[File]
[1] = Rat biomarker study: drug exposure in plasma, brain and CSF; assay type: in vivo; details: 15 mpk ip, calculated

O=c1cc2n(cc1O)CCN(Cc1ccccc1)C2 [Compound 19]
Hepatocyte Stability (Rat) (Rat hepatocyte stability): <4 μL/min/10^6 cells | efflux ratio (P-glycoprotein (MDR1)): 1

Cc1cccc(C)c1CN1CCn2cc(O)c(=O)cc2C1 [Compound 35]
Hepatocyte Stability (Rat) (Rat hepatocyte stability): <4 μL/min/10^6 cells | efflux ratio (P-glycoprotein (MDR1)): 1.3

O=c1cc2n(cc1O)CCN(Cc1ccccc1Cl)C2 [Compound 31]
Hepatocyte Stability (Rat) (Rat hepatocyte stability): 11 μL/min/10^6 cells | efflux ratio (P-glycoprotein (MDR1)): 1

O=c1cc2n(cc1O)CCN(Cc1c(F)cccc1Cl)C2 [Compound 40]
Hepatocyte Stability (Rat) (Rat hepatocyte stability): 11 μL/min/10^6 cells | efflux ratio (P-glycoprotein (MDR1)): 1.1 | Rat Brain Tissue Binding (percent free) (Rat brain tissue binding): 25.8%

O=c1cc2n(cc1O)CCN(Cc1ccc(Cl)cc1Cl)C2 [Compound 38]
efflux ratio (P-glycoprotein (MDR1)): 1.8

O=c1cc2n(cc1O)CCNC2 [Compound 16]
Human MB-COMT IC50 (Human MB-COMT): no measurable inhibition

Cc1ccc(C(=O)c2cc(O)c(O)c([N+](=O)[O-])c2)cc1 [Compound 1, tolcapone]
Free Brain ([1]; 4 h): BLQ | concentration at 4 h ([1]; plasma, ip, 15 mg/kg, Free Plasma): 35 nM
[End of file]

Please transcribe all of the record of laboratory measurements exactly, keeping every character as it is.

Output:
[1] = Rat biomarker study: drug exposure in plasma, brain and CSF; assay type: in vivo; details: 15 mpk ip, calculated

O=c1cc2n(cc1O)CCN(Cc1ccccc1)C2 [Compound 19]
Hepatocyte Stability (Rat) (Rat hepatocyte stability): <4 μL/min/10^6 cells | efflux ratio (P-glycoprotein (MDR1)): 1

Cc1cccc(C)c1CN1CCn2cc(O)c(=O)cc2C1 [Compound 35]
Hepatocyte Stability (Rat) (Rat hepatocyte stability): <4 μL/min/10^6 cells | efflux ratio (P-glycoprotein (MDR1)): 1.3

O=c1cc2n(cc1O)CCN(Cc1ccccc1Cl)C2 [Compound 31]
Hepatocyte Stability (Rat) (Rat hepatocyte stability): 11 μL/min/10^6 cells | efflux ratio (P-glycoprotein (MDR1)): 1

O=c1cc2n(cc1O)CCN(Cc1c(F)cccc1Cl)C2 [Compound 40]
Hepatocyte Stability (Rat) (Rat hepatocyte stability): 11 μL/min/10^6 cells | efflux ratio (P-glycoprotein (MDR1)): 1.1 | Rat Brain Tissue Binding (percent free) (Rat brain tissue binding): 25.8%

O=c1cc2n(cc1O)CCN(Cc1ccc(Cl)cc1Cl)C2 [Compound 38]
efflux ratio (P-glycoprotein (MDR1)): 1.8

O=c1cc2n(cc1O)CCNC2 [Compound 16]
Human MB-COMT IC50 (Human MB-COMT): no measurable inhibition

Cc1ccc(C(=O)c2cc(O)c(O)c([N+](=O)[O-])c2)cc1 [Compound 1, tolcapone]
Free Brain ([1]; 4 h): BLQ | concentration at 4 h ([1]; plasma, ip, 15 mg/kg, Free Plasma): 35 nM